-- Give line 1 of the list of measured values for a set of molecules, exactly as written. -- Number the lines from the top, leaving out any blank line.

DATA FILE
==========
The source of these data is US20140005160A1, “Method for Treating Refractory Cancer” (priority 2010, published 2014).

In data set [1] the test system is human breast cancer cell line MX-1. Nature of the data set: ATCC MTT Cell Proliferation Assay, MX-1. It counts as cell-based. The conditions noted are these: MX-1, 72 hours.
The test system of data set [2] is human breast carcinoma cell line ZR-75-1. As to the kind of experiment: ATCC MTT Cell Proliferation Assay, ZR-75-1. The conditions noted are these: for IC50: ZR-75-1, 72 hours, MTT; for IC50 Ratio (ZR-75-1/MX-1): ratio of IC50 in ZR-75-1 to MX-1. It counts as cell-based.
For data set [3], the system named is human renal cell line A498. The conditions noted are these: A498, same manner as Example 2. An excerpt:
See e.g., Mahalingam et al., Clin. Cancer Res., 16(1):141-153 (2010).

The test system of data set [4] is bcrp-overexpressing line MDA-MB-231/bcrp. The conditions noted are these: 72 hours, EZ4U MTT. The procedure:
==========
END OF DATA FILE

The source of these data is US20140005160A1, “Method for Treating Refractory Cancer” (priority 2010, published 2014).